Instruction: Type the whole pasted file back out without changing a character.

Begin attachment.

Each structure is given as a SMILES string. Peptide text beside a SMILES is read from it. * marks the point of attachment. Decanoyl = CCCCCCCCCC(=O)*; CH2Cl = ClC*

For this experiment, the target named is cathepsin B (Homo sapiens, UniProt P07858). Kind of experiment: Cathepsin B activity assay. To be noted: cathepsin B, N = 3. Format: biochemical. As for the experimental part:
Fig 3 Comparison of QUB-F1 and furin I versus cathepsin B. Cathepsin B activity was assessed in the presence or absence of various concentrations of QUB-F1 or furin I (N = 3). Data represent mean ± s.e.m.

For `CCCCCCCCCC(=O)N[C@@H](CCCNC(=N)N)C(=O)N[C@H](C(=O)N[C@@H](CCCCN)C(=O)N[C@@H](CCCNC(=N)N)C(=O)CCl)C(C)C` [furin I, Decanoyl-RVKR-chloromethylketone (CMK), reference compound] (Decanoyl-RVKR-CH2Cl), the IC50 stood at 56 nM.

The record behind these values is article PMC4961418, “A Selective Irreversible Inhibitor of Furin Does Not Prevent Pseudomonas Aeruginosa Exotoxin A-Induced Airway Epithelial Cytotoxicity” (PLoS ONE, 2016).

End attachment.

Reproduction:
Each structure is given as a SMILES string. Peptide text beside a SMILES is read from it. * marks the point of attachment. Decanoyl = CCCCCCCCCC(=O)*; CH2Cl = ClC*

For this experiment, the target named is cathepsin B (Homo sapiens, UniProt P07858). Kind of experiment: Cathepsin B activity assay. To be noted: cathepsin B, N = 3. Format: biochemical. As for the experimental part:
Fig 3 Comparison of QUB-F1 and furin I versus cathepsin B. Cathepsin B activity was assessed in the presence or absence of various concentrations of QUB-F1 or furin I (N = 3). Data represent mean ± s.e.m.

For `CCCCCCCCCC(=O)N[C@@H](CCCNC(=N)N)C(=O)N[C@H](C(=O)N[C@@H](CCCCN)C(=O)N[C@@H](CCCNC(=N)N)C(=O)CCl)C(C)C` [furin I, Decanoyl-RVKR-chloromethylketone (CMK), reference compound] (Decanoyl-RVKR-CH2Cl), the IC50 stood at 56 nM.

The record behind these values is article PMC4961418, “A Selective Irreversible Inhibitor of Furin Does Not Prevent Pseudomonas Aeruginosa Exotoxin A-Induced Airway Epithelial Cytotoxicity” (PLoS ONE, 2016).